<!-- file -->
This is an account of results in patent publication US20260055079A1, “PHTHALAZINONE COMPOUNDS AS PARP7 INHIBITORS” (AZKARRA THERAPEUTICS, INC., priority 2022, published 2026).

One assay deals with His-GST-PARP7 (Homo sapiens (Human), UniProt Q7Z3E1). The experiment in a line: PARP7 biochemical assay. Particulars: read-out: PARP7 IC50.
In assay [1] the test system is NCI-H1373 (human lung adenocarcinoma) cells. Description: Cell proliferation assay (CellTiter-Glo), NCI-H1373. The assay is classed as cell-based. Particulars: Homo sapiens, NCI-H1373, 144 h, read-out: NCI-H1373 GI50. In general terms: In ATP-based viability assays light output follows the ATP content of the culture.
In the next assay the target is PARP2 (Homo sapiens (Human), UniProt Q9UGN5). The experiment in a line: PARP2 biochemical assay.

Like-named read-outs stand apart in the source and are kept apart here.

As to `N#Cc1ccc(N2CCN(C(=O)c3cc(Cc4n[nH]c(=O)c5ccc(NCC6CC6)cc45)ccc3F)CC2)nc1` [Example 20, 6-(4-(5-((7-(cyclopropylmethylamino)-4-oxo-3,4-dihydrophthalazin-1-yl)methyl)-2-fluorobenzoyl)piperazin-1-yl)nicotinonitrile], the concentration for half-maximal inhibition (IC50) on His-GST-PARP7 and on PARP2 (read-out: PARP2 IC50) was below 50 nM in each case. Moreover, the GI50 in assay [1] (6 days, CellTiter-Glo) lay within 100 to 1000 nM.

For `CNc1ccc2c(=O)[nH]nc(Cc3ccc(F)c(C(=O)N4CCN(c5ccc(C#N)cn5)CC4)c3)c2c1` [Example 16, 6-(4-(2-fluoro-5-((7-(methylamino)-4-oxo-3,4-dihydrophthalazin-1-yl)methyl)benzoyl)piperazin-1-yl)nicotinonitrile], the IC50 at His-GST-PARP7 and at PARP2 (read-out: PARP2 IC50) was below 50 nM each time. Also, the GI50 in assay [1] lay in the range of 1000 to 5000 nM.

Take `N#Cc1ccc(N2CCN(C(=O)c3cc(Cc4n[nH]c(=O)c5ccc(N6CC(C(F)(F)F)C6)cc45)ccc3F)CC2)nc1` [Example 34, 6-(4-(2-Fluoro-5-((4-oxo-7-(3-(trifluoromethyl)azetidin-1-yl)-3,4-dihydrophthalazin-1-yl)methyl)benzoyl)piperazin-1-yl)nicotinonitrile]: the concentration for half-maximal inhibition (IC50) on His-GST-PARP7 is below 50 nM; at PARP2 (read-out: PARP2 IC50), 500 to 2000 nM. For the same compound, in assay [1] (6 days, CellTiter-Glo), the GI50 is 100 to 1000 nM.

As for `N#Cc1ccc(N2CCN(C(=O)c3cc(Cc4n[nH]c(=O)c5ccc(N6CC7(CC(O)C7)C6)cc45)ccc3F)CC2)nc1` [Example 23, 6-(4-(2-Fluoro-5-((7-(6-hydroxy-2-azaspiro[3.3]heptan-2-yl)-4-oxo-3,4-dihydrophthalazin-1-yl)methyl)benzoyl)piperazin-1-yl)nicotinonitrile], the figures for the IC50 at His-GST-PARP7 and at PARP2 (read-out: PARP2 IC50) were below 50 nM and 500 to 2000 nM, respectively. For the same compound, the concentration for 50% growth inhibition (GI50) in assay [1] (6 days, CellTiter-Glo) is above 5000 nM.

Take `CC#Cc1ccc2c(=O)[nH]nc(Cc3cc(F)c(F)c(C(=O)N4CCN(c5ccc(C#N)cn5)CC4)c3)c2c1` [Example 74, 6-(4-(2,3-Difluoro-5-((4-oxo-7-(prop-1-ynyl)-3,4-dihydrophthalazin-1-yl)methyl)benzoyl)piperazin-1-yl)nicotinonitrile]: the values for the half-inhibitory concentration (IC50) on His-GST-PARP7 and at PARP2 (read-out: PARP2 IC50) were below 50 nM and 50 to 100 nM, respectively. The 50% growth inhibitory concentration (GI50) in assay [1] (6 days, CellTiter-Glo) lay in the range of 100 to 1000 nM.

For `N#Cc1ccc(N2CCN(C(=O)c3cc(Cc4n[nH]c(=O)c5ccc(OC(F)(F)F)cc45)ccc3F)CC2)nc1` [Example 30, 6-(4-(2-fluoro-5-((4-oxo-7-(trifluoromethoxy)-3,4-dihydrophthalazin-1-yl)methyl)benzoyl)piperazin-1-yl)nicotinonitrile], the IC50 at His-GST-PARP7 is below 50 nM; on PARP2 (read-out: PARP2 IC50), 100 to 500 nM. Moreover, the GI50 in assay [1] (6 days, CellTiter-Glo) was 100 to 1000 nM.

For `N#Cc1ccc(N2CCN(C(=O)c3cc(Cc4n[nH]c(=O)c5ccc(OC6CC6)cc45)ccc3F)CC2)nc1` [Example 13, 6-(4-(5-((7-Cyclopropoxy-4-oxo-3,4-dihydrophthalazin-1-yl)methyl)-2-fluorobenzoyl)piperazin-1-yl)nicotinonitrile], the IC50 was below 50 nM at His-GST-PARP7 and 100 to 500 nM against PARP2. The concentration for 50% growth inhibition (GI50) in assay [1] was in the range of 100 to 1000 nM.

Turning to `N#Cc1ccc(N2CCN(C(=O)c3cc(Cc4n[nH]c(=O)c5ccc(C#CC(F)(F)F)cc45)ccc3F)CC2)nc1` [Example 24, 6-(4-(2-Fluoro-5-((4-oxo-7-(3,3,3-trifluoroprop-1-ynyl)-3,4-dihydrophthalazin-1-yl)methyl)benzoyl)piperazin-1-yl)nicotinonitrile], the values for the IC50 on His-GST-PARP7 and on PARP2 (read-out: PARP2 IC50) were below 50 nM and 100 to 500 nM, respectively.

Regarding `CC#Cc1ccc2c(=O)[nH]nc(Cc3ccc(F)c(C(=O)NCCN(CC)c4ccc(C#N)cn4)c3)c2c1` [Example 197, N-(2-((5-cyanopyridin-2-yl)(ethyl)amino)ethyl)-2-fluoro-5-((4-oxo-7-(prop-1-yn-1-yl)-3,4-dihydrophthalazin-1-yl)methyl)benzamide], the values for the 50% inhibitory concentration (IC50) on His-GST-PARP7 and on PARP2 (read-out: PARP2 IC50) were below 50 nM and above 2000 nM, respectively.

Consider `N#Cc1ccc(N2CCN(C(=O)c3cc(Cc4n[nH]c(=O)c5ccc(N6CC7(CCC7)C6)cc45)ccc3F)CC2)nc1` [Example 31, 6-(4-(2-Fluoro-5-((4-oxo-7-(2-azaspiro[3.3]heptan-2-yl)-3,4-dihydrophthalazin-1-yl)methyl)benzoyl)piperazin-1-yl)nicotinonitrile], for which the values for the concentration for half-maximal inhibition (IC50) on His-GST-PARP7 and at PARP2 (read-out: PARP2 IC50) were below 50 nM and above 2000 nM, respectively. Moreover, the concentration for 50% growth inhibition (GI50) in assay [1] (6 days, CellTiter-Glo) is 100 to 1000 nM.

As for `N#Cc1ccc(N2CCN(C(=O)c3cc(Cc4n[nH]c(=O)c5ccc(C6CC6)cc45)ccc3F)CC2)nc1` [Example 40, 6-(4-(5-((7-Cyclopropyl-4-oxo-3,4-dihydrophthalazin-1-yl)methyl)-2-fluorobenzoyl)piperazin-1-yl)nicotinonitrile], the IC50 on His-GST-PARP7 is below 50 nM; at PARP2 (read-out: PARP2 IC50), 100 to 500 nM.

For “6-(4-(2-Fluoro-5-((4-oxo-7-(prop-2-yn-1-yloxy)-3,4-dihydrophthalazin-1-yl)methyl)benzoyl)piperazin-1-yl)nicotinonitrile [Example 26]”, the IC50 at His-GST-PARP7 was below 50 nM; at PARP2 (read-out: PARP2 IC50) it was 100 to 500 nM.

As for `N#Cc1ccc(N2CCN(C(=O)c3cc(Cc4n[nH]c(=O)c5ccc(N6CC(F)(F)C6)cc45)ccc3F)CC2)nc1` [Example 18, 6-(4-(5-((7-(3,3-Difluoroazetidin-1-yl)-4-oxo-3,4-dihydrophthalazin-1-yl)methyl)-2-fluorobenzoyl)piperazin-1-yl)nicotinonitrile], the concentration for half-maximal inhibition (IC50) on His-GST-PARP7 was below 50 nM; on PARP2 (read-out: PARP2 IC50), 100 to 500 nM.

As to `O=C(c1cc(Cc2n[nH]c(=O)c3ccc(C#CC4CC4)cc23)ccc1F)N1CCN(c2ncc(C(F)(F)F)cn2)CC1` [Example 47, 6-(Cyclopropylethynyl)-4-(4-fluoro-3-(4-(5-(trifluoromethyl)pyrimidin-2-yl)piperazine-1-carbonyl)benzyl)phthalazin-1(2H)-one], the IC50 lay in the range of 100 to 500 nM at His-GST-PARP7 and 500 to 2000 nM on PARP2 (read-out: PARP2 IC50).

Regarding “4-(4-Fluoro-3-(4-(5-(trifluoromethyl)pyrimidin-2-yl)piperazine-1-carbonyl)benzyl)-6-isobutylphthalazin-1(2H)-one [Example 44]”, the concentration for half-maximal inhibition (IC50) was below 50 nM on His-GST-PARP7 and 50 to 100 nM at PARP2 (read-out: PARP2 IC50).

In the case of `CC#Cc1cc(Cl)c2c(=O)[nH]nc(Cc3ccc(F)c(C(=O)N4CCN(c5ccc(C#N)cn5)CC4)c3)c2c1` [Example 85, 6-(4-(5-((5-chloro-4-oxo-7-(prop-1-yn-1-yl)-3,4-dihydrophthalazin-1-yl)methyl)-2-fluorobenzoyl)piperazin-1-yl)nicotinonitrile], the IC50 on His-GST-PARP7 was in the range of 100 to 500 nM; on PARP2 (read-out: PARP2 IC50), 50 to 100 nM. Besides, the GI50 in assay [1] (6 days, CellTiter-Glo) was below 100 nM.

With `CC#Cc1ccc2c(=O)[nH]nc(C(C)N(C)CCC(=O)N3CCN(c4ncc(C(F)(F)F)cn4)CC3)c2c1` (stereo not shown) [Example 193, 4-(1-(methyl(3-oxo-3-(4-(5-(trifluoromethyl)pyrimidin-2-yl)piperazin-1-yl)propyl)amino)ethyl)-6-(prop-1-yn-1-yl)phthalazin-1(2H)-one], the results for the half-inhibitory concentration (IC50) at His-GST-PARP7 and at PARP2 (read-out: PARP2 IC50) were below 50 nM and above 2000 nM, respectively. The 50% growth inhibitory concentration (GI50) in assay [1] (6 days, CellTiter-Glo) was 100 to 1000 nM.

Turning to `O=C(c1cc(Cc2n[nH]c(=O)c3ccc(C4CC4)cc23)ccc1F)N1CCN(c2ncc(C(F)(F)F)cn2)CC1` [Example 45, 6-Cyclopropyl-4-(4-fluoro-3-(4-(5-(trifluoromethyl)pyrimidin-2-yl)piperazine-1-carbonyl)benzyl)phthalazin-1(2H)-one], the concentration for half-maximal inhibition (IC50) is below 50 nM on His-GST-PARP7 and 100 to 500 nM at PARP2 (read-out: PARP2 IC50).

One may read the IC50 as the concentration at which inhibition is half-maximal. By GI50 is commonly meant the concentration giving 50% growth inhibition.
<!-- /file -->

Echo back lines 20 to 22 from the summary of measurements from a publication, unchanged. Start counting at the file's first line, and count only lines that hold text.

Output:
Regarding “4-(4-Fluoro-3-(4-(5-(trifluoromethyl)pyrimidin-2-yl)piperazine-1-carbonyl)benzyl)-6-isobutylphthalazin-1(2H)-one [Example 44]”, the concentration for half-maximal inhibition (IC50) was below 50 nM on His-GST-PARP7 and 50 to 100 nM at PARP2 (read-out: PARP2 IC50).

In the case of `CC#Cc1cc(Cl)c2c(=O)[nH]nc(Cc3ccc(F)c(C(=O)N4CCN(c5ccc(C#N)cn5)CC4)c3)c2c1` [Example 85, 6-(4-(5-((5-chloro-4-oxo-7-(prop-1-yn-1-yl)-3,4-dihydrophthalazin-1-yl)methyl)-2-fluorobenzoyl)piperazin-1-yl)nicotinonitrile], the IC50 on His-GST-PARP7 was in the range of 100 to 500 nM; on PARP2 (read-out: PARP2 IC50), 50 to 100 nM. Besides, the GI50 in assay [1] (6 days, CellTiter-Glo) was below 100 nM.

With `CC#Cc1ccc2c(=O)[nH]nc(C(C)N(C)CCC(=O)N3CCN(c4ncc(C(F)(F)F)cn4)CC3)c2c1` (stereo not shown) [Example 193, 4-(1-(methyl(3-oxo-3-(4-(5-(trifluoromethyl)pyrimidin-2-yl)piperazin-1-yl)propyl)amino)ethyl)-6-(prop-1-yn-1-yl)phthalazin-1(2H)-one], the results for the half-inhibitory concentration (IC50) at His-GST-PARP7 and at PARP2 (read-out: PARP2 IC50) were below 50 nM and above 2000 nM, respectively. The 50% growth inhibitory concentration (GI50) in assay [1] (6 days, CellTiter-Glo) was 100 to 1000 nM.